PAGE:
BORROW AND SPEND Both CBS' Anthony Mason and ABC's Betsy Stark (subscription required) took economic data about the negative savings rate as bad news. Mason noted that the last two years of overspending were the first such years since the depths of the Great Depression. Stark predicted that the savings rate would suddenly accelerate as people nearing retirement age "get serious about putting money aside." That would slow economic growth by taking "a lot of spending power off the table."

NBC had CNBC's Erin Burnett (at the tail of the ExxonMobil videostream) contradict the conventional wisdom. The savings data do not count assets accumulated in real estate or in 401(k) retirement plans. "Include all of those things and the wealth of Americans is at an all-time high."


LEVEE WORRIES The aftermath of the levee break in New Orleans inspired a pair of radically different features. For CBS News Investigates, Armen Keteyian obtained a Children's Health Fund report on the disastrous state of the mental health of child evacuees living in 96,000 FEMA trailers, "a permanent state of limbo." Those children are four times more likely to be clinically depressed than before Hurricane Katrina displaced them. He visited Renaissance Village, a "sad, muddy" FEMA trailer park in Baker La, where families see no hope of returning home. FEMA has just renewed the security contract for the camp for four more years.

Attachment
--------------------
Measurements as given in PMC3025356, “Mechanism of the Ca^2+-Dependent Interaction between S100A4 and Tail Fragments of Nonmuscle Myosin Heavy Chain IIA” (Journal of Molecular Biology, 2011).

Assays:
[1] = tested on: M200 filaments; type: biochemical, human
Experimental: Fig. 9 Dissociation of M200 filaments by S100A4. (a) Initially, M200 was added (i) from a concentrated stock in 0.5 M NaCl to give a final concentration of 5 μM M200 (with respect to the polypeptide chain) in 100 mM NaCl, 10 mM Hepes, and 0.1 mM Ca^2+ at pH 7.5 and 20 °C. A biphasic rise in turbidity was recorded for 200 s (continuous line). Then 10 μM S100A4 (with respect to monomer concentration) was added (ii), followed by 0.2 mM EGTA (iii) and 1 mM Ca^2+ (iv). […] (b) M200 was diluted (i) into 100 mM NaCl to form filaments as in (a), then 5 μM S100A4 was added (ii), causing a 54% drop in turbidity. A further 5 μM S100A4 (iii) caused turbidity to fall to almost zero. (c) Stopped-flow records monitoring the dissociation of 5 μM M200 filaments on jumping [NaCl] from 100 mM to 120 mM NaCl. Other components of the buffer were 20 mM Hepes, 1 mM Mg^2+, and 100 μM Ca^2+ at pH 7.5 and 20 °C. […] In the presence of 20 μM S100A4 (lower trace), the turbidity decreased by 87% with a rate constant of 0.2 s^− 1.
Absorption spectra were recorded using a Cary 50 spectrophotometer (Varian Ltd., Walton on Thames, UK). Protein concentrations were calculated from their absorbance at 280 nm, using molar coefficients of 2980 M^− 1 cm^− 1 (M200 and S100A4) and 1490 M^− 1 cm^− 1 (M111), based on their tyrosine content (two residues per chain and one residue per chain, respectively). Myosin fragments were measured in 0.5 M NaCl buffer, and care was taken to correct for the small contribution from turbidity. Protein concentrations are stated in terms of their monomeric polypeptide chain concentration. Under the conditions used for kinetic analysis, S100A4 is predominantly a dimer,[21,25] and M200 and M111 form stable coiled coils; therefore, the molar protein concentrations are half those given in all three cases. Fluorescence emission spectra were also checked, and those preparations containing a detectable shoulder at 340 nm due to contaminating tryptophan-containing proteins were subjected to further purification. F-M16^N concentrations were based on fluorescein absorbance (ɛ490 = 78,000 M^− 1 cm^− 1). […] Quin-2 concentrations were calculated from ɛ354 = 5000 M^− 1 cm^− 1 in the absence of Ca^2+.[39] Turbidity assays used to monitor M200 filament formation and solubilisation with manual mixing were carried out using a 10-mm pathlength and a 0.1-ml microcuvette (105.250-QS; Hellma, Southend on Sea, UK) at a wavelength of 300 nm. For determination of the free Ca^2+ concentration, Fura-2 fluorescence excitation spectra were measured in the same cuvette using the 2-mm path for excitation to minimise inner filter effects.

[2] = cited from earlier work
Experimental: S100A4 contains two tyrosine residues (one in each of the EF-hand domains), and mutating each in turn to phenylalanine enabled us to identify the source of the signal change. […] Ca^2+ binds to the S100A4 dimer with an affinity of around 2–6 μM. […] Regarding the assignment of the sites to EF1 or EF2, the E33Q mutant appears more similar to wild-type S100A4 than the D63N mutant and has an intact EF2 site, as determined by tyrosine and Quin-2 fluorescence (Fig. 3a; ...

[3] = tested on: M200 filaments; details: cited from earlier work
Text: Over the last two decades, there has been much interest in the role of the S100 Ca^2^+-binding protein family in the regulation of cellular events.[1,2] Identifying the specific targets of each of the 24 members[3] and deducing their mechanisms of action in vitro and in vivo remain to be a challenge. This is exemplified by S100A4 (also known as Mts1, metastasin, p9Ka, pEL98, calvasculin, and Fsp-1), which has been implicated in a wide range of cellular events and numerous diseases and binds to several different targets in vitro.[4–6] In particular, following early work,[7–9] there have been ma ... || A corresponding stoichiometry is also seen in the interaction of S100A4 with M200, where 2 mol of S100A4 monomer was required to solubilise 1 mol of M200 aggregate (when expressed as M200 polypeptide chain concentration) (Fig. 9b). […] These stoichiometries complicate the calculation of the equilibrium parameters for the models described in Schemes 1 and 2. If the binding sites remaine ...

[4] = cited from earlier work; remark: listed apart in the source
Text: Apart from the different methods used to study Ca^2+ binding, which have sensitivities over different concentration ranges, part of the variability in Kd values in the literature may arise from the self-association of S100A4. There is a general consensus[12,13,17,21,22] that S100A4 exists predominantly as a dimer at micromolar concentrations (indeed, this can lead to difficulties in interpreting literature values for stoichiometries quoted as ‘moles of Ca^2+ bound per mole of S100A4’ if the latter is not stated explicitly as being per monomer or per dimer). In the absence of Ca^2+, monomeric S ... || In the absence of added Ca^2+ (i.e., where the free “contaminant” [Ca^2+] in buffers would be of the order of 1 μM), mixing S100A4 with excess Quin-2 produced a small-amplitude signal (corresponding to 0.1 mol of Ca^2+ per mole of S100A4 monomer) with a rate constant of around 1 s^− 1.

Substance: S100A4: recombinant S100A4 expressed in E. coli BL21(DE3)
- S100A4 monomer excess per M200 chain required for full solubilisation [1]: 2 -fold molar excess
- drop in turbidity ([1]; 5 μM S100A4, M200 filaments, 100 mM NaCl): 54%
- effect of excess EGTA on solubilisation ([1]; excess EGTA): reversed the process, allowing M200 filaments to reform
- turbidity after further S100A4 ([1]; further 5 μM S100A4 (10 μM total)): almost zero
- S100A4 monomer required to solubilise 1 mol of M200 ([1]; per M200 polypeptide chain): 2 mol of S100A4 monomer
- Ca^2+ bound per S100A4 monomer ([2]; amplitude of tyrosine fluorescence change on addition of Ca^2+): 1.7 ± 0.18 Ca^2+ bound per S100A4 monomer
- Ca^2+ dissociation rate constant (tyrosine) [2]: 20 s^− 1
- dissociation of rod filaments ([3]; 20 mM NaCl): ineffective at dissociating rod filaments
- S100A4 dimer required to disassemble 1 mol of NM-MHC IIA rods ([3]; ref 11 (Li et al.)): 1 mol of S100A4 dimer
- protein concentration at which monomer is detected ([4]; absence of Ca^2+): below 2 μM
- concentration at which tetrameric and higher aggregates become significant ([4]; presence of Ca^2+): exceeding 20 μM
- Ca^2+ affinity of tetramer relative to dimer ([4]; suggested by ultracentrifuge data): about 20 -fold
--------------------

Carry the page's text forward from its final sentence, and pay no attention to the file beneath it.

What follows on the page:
For ABC, Lisa Stark took A Closer Look at the state of the levees. The Army Corps of Engineers is warning that 122 of the 2,000 systems nationwide are "unacceptable," poorly maintained and eroding. "In the past the Corps has failed to force local governments to make needed repairs." Stark explained the Corps' leverage: if local municipalities do not pay for repairs, the Corps will withdraw its certification; as a consequence the land sheltered by the levee becomes designated as a flood plain; homeowners living in such zones are obliged to purchase flood insurance. So pay levee repair dues to City Hall or pay higher premiums on homeowner's insurance.


WE ARE WHAT WE EAT Psychiatrists have identified a new mental illness, an eating disorder that is more prevalent than anorexia or bulimia. NBC's Tom Costello gave us an In Depth examination of the disorder called binge eating--consuming as much as 1,500 calories at a single sitting on at least two occasions each week. As Costello's colleague Josh Mankiewicz pointed out yesterday, naming a new disorder is often the important first step towards marketing a medicine to treat it.